The Yarmouth (MA) Police Department received this wreath from the New York Yankees expressing the team's sympathies over the loss of Officer Sean Gannon. (Photo: Yarmouth PD/Facebook)

The Yarmouth (MA) Police Department received this wreath from the New York Yankees expressing the team's sympathies over the loss of Officer Sean Gannon. (Photo: Yarmouth PD/Facebook)

The Police Department in Yarmouth, Mass., was mourning the death of one of its officers, Sean Gannon, last month when a bouquet of flowers arrived at the station bearing a card with five unexpected words: “From the New York Yankees.”

Officer Gannon was shot and killed while serving a warrant in neighboring Marstons Mills, a tiny village in Cape Cod, where the Yankees are considered bitter rivals.

“I’m a die-hard Red Sox fan, and my first reaction was, ‘Call the delivery guy and tell him to take them back,’” said Frank Frederickson, the Yarmouth police chief. “I say that in jest, of course. That is a class move, and it meant a lot to us. All the guys came down and wanted to see it. They were like, ‘Are you kidding me?’”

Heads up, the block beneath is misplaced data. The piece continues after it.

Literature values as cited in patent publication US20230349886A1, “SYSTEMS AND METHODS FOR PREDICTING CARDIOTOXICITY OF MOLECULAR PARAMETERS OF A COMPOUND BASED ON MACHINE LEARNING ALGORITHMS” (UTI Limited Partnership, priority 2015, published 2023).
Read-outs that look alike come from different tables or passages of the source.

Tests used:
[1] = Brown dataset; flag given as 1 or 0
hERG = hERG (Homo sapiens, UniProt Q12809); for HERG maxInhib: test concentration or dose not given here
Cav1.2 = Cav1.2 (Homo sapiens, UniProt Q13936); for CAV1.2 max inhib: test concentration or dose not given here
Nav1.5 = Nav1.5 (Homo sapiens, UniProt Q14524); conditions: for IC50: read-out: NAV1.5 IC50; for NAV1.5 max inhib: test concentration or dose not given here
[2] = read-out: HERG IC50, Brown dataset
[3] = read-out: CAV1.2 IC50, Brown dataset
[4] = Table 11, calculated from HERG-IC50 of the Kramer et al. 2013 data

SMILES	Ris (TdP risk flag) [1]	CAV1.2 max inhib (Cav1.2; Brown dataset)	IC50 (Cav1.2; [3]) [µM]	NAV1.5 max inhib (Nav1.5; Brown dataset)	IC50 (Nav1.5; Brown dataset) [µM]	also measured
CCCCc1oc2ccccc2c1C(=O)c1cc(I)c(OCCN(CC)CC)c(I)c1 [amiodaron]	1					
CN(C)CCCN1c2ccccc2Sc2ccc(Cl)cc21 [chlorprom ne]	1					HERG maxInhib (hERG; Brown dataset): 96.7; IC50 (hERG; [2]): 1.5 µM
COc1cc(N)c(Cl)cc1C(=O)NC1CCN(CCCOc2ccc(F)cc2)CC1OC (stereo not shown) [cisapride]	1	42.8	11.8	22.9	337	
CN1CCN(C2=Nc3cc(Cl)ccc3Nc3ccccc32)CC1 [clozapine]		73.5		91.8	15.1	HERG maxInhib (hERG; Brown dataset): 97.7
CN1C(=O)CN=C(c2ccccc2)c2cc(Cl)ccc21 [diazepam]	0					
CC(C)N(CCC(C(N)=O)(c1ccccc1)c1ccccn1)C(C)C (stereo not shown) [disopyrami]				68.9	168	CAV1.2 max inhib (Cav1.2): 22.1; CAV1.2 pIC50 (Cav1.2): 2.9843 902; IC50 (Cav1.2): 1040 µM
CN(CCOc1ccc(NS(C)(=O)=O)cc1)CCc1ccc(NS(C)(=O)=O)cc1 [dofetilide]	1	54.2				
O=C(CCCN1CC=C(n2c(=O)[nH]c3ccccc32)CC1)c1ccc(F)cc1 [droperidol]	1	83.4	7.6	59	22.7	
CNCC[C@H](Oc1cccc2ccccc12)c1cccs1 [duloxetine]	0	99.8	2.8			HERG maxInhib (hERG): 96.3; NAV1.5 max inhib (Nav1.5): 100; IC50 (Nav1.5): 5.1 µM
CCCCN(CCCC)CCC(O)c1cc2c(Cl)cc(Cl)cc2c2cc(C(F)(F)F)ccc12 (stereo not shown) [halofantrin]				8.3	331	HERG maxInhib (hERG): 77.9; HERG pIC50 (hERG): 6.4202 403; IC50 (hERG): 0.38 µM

Reactions were similar at the sheriff’s department in Lebanon, Ind., last month and at a home in Fargo, N.D., in 2016, and dozens of other locations from Maine to Alaska. For the past three years, the Yankees have been quietly sending flowers to the families and police departments of slain law enforcement officers across the country.

In most of the places, the immediate question was similar: Why would the Yankees send flowers to us?

The gesture grew from something the Yankees have done for decades — sending flowers to the funerals of officers killed in the New York metropolitan area. But one day in 2015, Sonny Hight, a former detective in the New York Police Department who is a Yankees vice president and the chief security officer, heard about a police officer killed in another state. Mr. Hight said he did not now remember the episode, the city or the date, only that he was moved to act.

“I just thought, hey, this guy deserves to be recognized for his sacrifice,” Mr. Hight told the New York Times. “We should at least send some flowers acknowledging it.”

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